This post centers on two projects that employ Greek and Roman literature in innovative ways to deal with contemporary issues. The first project draws inspiration from Euripides’ Trojan Women to facilitate the expression and sharing of intense experiences between students in the University of California and female prisoners, while the second project adapts Ovid’s Metamorphoses in a one-woman show that explores the role of women in our post #MeToo era.

View full article. | Posted in on Thu, 09/16/2021 - 11:35am by .

QUEEN: REIMAGINING POWER FROM ANTIQUITY TO THE PRESENT

A virtual symposium hosted by the Gallatin School of Individualize Study

Ancient queens established a powerful public presence through visual and material culture, and their legacies continue to shape and impact the ways we express ideas about race, gender, and identity.

QUEEN: REIMAGINING POWER FROM ANTIQUITY TO THE PRESENT is an interdisciplinary, virtual symposium hosted by NYU Gallatin on September 23-24, 2021. This symposium integrates scholarly and creative knowledge production from different perspectives that broaden the stakes and widen the impact of historical work. The symposium will model collaborative, critical, and public approaches to history and art by including the expertise of students, artists, performers, and educators beyond the university alongside the work of scholars and curators. Spanning two days, the symposium comprises seven panel discussions, five keynote talks, one performance, and an interactive website featuring public engagement, student work, and more.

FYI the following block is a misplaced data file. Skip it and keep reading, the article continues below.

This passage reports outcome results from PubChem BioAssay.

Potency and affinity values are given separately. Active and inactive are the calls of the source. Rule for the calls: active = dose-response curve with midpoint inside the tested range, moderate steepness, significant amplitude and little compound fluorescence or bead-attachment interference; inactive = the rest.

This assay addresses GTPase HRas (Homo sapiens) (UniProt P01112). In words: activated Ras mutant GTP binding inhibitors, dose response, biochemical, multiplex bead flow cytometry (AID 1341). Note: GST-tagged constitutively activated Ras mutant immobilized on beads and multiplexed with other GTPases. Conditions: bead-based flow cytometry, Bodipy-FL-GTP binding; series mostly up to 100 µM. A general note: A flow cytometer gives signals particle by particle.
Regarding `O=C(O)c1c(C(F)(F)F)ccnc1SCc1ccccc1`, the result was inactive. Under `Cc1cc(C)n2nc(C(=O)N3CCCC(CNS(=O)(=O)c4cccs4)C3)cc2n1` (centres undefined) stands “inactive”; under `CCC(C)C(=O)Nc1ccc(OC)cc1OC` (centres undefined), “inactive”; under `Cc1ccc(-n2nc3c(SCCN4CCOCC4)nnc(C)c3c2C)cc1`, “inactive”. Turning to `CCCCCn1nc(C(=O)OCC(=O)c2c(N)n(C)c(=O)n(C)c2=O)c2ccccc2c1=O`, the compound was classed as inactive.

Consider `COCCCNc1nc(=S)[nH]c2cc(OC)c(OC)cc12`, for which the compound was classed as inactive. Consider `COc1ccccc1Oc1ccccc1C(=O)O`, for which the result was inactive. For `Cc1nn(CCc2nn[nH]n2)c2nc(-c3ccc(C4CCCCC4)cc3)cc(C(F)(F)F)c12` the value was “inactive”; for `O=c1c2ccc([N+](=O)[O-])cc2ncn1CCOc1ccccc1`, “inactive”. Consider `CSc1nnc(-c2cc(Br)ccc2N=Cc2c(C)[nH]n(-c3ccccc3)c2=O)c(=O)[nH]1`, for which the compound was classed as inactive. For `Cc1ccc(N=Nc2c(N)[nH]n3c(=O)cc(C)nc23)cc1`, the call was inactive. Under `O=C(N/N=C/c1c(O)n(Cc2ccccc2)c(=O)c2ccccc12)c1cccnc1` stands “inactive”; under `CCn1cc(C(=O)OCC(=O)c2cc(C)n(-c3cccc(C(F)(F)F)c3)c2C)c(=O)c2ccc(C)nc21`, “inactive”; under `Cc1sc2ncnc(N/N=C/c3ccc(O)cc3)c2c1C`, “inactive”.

View full article. | Posted in Conferences, Lectures, and Meetings on Wed, 09/15/2021 - 12:03pm by Erik Shell.

Multiple Explanations in the Ancient Greek and Roman World

Virtual seminar series, 2021-2022

View full article. | Posted in Conferences, Lectures, and Meetings on Wed, 09/15/2021 - 10:19am by Erik Shell.

Call for Papers: 

XR and the Humanities: Virtual Education in the 21st Century

View full article. | Posted in Calls for Papers on Wed, 09/15/2021 - 9:16am by Erik Shell.